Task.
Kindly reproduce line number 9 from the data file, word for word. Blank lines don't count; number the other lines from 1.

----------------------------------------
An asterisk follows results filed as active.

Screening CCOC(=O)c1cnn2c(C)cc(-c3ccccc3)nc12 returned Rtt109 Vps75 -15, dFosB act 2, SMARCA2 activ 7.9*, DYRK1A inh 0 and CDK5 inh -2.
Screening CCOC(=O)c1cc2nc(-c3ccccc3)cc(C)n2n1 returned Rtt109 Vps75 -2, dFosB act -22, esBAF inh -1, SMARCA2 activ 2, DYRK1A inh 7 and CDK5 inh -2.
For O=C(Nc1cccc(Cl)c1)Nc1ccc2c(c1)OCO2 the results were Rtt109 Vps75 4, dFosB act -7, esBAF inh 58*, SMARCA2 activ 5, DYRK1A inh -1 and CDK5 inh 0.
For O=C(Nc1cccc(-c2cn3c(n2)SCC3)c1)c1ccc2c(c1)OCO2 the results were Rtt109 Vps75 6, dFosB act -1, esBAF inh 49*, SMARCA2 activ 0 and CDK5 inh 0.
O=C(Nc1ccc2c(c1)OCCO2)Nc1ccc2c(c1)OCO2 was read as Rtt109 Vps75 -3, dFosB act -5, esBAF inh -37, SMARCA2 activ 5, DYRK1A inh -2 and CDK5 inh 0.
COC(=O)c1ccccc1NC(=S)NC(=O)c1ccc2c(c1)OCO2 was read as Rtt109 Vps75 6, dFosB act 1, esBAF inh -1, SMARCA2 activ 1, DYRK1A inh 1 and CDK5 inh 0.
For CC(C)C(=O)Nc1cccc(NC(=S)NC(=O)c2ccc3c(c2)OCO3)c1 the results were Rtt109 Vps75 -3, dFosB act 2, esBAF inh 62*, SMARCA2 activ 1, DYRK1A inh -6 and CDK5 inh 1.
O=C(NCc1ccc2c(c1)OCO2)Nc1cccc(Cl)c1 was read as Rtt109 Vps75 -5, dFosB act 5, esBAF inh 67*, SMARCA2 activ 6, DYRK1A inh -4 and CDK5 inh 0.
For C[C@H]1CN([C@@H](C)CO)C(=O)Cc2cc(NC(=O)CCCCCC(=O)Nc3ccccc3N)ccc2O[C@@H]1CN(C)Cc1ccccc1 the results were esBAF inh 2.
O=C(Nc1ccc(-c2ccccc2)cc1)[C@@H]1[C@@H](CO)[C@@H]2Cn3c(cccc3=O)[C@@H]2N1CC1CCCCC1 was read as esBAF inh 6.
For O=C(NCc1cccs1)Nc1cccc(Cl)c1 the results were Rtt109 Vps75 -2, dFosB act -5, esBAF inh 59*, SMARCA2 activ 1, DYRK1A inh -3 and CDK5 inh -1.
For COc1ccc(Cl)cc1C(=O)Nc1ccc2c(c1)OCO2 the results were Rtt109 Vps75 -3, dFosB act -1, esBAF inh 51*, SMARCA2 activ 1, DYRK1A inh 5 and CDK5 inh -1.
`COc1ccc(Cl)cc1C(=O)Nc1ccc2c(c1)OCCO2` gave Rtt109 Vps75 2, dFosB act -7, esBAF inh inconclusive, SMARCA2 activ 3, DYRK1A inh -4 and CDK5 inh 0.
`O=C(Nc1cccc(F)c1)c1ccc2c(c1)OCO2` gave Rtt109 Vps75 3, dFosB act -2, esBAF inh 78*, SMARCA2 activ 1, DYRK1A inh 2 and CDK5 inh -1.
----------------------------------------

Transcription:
O=C(NCc1ccc2c(c1)OCO2)Nc1cccc(Cl)c1 was read as Rtt109 Vps75 -5, dFosB act 5, esBAF inh 67*, SMARCA2 activ 6, DYRK1A inh -4 and CDK5 inh 0.